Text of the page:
Resilience of primary healthcare professionals: a systematic review

Helen D Robertson, Alison M Elliott, Christopher Burton, Lisa Iversen, Peter Murchie, Terry Porteous, Catriona Matheson

Research output: Contribution to journalReview articlepeer-review

77 Citations (Scopus)


BACKGROUND: Modern demands and challenges among healthcare professionals can be particularly stressful and resilience is increasingly necessary to maintain an effective, adaptable, and sustainable workforce. However, definitions of, and associations with, resilience have not been examined within the primary care context.

AIM: To examine definitions and measures of resilience, identify characteristics and components, and synthesise current evidence about resilience in primary healthcare professionals.

DESIGN AND SETTING: A systematic review was undertaken to identify studies relating to the primary care setting.

METHOD: Ovid(®), Embase(®), CINAHL, PsycINFO, and Scopus databases were searched in December 2014. Text selections and data extraction were conducted by paired reviewers working independently. Data were extracted on health professional resilience definitions and associated factors.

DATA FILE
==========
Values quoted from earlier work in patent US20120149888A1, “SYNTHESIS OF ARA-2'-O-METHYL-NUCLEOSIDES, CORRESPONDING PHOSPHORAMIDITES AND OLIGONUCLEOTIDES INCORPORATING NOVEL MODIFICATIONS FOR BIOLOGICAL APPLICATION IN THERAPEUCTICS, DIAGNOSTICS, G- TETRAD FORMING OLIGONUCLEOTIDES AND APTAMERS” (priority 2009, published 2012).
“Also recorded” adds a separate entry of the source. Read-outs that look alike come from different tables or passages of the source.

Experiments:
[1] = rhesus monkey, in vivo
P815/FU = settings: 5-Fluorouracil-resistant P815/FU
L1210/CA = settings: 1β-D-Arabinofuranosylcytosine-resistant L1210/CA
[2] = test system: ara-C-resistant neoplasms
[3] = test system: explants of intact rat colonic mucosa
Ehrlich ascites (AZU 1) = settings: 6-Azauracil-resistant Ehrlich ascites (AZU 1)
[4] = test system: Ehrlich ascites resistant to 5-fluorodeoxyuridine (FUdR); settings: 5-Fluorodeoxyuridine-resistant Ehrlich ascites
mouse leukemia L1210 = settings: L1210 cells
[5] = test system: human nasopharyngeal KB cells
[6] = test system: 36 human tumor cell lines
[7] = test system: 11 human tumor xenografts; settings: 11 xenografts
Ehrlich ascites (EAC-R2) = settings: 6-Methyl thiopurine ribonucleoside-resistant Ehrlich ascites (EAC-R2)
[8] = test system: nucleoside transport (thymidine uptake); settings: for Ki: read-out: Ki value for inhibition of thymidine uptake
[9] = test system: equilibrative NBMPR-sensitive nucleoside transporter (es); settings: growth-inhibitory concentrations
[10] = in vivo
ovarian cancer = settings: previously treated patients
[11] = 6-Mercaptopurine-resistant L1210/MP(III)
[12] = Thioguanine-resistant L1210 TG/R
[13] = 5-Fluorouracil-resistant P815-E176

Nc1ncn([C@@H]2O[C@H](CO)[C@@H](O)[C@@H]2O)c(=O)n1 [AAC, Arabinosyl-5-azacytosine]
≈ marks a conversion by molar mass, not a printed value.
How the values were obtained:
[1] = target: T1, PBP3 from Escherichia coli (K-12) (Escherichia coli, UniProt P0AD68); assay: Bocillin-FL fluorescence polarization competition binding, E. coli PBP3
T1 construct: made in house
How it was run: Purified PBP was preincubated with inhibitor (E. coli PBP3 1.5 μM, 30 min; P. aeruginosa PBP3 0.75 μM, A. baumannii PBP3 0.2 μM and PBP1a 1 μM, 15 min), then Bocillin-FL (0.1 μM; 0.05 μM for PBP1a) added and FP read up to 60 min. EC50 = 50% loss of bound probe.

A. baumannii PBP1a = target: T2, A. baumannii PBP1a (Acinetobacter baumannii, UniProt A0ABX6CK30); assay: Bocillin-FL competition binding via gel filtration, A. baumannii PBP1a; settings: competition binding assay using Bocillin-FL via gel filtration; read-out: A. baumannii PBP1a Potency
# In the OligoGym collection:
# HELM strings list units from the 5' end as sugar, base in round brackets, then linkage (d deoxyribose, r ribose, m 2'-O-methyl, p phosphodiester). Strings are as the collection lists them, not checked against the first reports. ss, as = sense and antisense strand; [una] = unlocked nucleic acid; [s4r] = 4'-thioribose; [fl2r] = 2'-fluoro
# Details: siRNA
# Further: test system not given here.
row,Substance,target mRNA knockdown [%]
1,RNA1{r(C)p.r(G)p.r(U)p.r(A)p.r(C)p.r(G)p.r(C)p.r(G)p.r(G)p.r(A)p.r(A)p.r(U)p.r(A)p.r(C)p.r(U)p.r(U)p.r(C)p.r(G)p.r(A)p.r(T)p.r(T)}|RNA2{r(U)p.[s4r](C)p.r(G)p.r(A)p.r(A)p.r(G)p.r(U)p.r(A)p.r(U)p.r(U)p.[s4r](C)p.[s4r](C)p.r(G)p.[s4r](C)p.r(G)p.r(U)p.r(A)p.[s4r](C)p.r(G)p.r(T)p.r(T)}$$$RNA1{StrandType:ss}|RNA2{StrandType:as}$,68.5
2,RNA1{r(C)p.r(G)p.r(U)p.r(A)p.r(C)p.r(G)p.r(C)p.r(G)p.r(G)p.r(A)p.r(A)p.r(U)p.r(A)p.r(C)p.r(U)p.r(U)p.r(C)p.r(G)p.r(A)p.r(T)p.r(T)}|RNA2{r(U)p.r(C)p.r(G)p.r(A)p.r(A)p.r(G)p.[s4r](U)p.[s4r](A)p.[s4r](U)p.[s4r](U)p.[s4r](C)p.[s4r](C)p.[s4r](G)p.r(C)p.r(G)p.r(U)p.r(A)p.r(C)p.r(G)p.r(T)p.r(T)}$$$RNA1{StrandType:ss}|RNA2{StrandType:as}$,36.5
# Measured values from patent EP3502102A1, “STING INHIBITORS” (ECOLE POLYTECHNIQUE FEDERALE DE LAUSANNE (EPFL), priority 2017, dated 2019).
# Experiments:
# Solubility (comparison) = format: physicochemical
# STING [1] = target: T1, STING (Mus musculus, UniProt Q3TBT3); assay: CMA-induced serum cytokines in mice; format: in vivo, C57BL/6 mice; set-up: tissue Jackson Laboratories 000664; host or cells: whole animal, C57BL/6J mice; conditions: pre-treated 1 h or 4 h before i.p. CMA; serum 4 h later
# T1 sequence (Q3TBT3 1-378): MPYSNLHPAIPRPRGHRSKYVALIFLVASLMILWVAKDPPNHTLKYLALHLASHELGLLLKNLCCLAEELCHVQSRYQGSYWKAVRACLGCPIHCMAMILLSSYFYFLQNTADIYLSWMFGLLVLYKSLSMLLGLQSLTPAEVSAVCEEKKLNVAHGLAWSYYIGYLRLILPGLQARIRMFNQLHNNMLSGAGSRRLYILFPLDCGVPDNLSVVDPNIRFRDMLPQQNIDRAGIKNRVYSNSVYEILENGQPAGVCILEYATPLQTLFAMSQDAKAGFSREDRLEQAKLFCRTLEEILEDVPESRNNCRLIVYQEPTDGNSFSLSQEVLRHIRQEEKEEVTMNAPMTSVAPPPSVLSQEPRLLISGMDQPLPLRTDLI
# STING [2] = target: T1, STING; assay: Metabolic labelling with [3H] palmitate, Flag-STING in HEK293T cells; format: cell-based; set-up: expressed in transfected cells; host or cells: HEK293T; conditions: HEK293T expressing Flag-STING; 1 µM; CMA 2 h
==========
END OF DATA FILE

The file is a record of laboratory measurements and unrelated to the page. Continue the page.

RESULTS: Thirteen studies met the inclusion criteria: eight were quantitative, four qualitative, and one was an intervention study. Resilience, although multifaceted, was commonly defined as involving positive adaptation to adversity. Interactions were identified between personal growth and accomplishment in resilient physicians. Resilience, high persistence, high self-directedness, and low avoidance of challenges were strongly correlated; resilience had significant associations with traits supporting high function levels associated with demanding health professional roles. Current resilience measures do not allow for these different aspects in the primary care context.

CONCLUSION: Health professional resilience is multifaceted, combining discrete personal traits alongside personal, social, and workplace features. A measure for health professional resilience should be developed and validated that may be used in future quantitative research to measure the effect of an intervention to promote it.

Original languageEnglish
Pages (from-to)e423-e433
Number of pages11
JournalBritish Journal of General Practice
Issue number647
Publication statusPublished - Jun 2016
Externally publishedYes


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